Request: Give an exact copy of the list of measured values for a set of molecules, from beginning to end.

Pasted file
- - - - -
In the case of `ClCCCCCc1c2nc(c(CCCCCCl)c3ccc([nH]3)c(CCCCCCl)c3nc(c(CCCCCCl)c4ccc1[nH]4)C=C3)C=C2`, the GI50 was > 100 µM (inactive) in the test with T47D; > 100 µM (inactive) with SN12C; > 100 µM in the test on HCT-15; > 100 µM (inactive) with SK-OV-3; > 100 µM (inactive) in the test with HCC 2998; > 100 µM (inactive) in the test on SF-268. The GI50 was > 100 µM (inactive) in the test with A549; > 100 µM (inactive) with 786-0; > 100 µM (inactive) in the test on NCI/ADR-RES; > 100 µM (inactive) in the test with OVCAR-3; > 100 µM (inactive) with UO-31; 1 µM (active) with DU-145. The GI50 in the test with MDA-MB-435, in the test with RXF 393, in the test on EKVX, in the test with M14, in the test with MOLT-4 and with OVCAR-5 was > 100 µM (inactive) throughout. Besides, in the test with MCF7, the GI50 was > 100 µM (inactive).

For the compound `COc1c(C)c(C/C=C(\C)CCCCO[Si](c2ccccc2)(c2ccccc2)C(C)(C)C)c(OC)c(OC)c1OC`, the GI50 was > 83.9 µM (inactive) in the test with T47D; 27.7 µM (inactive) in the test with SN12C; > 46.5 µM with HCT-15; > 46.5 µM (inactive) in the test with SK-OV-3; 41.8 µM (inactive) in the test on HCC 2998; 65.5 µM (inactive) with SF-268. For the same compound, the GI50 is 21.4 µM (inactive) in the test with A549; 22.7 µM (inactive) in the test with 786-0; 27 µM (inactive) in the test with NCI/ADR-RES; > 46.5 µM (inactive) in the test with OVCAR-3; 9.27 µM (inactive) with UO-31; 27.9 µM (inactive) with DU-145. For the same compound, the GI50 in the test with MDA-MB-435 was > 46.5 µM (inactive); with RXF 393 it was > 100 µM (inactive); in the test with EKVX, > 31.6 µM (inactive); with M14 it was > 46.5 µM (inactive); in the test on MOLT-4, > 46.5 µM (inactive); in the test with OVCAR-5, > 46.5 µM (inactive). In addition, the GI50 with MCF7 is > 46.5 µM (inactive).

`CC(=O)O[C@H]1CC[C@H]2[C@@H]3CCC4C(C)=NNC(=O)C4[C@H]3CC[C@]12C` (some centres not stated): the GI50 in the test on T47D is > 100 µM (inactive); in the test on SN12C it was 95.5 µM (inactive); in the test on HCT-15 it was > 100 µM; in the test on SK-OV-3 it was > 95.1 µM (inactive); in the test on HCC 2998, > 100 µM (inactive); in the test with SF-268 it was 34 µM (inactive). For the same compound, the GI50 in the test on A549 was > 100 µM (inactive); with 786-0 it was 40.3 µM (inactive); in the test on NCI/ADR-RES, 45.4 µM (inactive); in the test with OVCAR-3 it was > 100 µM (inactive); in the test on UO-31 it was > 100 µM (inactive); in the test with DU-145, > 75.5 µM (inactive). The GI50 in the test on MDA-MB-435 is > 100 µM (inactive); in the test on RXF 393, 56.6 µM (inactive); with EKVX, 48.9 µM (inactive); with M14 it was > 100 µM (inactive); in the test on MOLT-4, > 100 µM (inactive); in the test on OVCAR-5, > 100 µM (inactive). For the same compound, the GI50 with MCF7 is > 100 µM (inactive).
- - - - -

In the case of `ClCCCCCc1c2nc(c(CCCCCCl)c3ccc([nH]3)c(CCCCCCl)c3nc(c(CCCCCCl)c4ccc1[nH]4)C=C3)C=C2`, the GI50 was > 100 µM (inactive) in the test with T47D; > 100 µM (inactive) with SN12C; > 100 µM in the test on HCT-15; > 100 µM (inactive) with SK-OV-3; > 100 µM (inactive) in the test with HCC 2998; > 100 µM (inactive) in the test on SF-268. The GI50 was > 100 µM (inactive) in the test with A549; > 100 µM (inactive) with 786-0; > 100 µM (inactive) in the test on NCI/ADR-RES; > 100 µM (inactive) in the test with OVCAR-3; > 100 µM (inactive) with UO-31; 1 µM (active) with DU-145. The GI50 in the test with MDA-MB-435, in the test with RXF 393, in the test on EKVX, in the test with M14, in the test with MOLT-4 and with OVCAR-5 was > 100 µM (inactive) throughout. Besides, in the test with MCF7, the GI50 was > 100 µM (inactive).

For the compound `COc1c(C)c(C/C=C(\C)CCCCO[Si](c2ccccc2)(c2ccccc2)C(C)(C)C)c(OC)c(OC)c1OC`, the GI50 was > 83.9 µM (inactive) in the test with T47D; 27.7 µM (inactive) in the test with SN12C; > 46.5 µM with HCT-15; > 46.5 µM (inactive) in the test with SK-OV-3; 41.8 µM (inactive) in the test on HCC 2998; 65.5 µM (inactive) with SF-268. For the same compound, the GI50 is 21.4 µM (inactive) in the test with A549; 22.7 µM (inactive) in the test with 786-0; 27 µM (inactive) in the test with NCI/ADR-RES; > 46.5 µM (inactive) in the test with OVCAR-3; 9.27 µM (inactive) with UO-31; 27.9 µM (inactive) with DU-145. For the same compound, the GI50 in the test with MDA-MB-435 was > 46.5 µM (inactive); with RXF 393 it was > 100 µM (inactive); in the test with EKVX, > 31.6 µM (inactive); with M14 it was > 46.5 µM (inactive); in the test on MOLT-4, > 46.5 µM (inactive); in the test with OVCAR-5, > 46.5 µM (inactive). In addition, the GI50 with MCF7 is > 46.5 µM (inactive).

`CC(=O)O[C@H]1CC[C@H]2[C@@H]3CCC4C(C)=NNC(=O)C4[C@H]3CC[C@]12C` (some centres not stated): the GI50 in the test on T47D is > 100 µM (inactive); in the test on SN12C it was 95.5 µM (inactive); in the test on HCT-15 it was > 100 µM; in the test on SK-OV-3 it was > 95.1 µM (inactive); in the test on HCC 2998, > 100 µM (inactive); in the test with SF-268 it was 34 µM (inactive). For the same compound, the GI50 in the test on A549 was > 100 µM (inactive); with 786-0 it was 40.3 µM (inactive); in the test on NCI/ADR-RES, 45.4 µM (inactive); in the test with OVCAR-3 it was > 100 µM (inactive); in the test on UO-31 it was > 100 µM (inactive); in the test with DU-145, > 75.5 µM (inactive). The GI50 in the test on MDA-MB-435 is > 100 µM (inactive); in the test on RXF 393, 56.6 µM (inactive); with EKVX, 48.9 µM (inactive); with M14 it was > 100 µM (inactive); in the test on MOLT-4, > 100 µM (inactive); in the test on OVCAR-5, > 100 µM (inactive). For the same compound, the GI50 with MCF7 is > 100 µM (inactive).